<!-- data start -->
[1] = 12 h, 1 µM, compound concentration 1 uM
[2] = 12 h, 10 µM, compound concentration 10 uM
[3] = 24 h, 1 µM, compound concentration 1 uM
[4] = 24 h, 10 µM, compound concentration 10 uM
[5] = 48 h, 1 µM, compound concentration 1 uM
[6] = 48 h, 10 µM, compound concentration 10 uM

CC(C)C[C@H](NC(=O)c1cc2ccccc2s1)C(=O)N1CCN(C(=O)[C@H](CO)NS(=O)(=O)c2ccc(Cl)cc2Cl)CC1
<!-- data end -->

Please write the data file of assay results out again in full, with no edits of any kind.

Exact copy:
[1] = 12 h, 1 µM, compound concentration 1 uM
[2] = 12 h, 10 µM, compound concentration 10 uM
[3] = 24 h, 1 µM, compound concentration 1 uM
[4] = 24 h, 10 µM, compound concentration 10 uM
[5] = 48 h, 1 µM, compound concentration 1 uM
[6] = 48 h, 10 µM, compound concentration 10 uM

CC(C)C[C@H](NC(=O)c1cc2ccccc2s1)C(=O)N1CCN(C(=O)[C@H](CO)NS(=O)(=O)c2ccc(Cl)cc2Cl)CC1